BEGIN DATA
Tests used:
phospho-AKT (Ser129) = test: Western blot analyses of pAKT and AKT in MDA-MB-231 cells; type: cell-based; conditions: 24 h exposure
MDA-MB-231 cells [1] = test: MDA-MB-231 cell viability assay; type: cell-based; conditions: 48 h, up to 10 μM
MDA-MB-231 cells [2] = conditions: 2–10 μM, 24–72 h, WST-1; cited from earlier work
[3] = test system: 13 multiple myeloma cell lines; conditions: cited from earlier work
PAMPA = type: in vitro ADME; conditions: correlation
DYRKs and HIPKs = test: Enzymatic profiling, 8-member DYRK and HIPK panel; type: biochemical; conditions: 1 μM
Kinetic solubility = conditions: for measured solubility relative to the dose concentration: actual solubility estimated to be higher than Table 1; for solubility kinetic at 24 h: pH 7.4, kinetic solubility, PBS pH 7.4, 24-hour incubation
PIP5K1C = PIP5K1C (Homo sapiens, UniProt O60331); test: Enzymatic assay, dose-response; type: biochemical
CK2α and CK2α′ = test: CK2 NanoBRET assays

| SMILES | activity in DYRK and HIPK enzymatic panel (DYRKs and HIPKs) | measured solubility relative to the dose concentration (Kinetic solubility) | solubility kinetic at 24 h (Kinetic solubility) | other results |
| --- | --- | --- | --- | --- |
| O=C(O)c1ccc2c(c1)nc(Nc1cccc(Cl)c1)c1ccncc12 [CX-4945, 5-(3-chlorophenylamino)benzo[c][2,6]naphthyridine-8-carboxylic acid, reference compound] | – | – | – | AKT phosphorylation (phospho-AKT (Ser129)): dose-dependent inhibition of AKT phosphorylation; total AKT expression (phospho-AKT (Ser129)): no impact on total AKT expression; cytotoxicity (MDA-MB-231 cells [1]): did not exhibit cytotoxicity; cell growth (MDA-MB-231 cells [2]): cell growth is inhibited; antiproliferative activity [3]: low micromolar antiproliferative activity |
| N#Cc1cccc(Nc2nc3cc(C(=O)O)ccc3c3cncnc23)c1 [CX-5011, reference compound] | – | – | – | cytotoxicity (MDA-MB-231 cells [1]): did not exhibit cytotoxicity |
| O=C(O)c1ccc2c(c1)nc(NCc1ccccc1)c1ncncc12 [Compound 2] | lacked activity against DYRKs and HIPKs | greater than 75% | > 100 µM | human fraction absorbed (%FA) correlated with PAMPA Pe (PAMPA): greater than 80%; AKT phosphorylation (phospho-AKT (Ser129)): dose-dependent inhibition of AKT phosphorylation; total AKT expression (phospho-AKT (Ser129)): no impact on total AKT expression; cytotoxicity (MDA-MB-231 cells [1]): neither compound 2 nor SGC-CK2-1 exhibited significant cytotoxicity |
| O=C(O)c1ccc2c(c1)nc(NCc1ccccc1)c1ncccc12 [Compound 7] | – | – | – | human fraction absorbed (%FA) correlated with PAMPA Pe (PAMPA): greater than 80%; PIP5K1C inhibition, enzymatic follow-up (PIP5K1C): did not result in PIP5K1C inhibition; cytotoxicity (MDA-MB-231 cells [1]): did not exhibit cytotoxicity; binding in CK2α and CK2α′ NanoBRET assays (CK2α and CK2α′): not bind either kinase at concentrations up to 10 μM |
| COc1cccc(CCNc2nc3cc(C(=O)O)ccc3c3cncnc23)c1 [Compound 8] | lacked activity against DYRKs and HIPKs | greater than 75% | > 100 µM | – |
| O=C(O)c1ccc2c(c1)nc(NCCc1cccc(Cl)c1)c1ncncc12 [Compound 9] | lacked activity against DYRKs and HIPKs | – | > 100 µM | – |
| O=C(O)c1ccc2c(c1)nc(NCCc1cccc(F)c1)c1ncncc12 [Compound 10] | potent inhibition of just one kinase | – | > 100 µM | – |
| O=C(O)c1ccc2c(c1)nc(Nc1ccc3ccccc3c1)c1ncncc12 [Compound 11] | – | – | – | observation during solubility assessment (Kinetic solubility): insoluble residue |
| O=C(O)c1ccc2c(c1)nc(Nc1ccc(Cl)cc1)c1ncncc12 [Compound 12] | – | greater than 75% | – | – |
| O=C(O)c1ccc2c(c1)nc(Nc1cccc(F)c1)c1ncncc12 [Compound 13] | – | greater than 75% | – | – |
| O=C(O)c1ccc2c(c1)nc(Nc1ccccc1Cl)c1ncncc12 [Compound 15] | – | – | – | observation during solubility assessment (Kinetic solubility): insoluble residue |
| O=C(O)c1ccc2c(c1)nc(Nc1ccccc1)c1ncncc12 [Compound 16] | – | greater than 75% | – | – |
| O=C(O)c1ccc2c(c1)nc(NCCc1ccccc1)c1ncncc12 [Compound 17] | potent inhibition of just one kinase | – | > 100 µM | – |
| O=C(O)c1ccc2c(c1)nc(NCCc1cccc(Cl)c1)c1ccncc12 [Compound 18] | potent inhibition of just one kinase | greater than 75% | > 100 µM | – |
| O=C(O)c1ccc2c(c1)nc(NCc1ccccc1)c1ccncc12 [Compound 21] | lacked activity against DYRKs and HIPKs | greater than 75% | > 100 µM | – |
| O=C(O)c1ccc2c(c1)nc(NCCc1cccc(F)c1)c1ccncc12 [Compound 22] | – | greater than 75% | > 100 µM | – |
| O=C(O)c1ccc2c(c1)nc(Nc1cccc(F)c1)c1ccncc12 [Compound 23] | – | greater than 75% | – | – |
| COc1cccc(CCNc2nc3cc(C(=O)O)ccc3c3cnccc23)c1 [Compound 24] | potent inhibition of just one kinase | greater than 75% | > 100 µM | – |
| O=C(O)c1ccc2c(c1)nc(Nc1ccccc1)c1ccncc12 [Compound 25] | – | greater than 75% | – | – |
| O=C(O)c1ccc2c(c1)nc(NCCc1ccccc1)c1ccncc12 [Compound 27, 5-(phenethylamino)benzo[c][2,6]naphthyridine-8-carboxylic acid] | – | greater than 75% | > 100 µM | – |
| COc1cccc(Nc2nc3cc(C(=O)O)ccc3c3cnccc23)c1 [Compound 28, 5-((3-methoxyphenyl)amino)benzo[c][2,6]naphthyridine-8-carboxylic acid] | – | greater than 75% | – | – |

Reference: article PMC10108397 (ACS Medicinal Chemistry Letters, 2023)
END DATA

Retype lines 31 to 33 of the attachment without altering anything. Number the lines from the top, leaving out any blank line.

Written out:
| O=C(O)c1ccc2c(c1)nc(Nc1ccccc1)c1ccncc12 [Compound 25] | – | greater than 75% | – | – |
| O=C(O)c1ccc2c(c1)nc(NCCc1ccccc1)c1ccncc12 [Compound 27, 5-(phenethylamino)benzo[c][2,6]naphthyridine-8-carboxylic acid] | – | greater than 75% | > 100 µM | – |
| COc1cccc(Nc2nc3cc(C(=O)O)ccc3c3cnccc23)c1 [Compound 28, 5-((3-methoxyphenyl)amino)benzo[c][2,6]naphthyridine-8-carboxylic acid] | – | greater than 75% | – | – |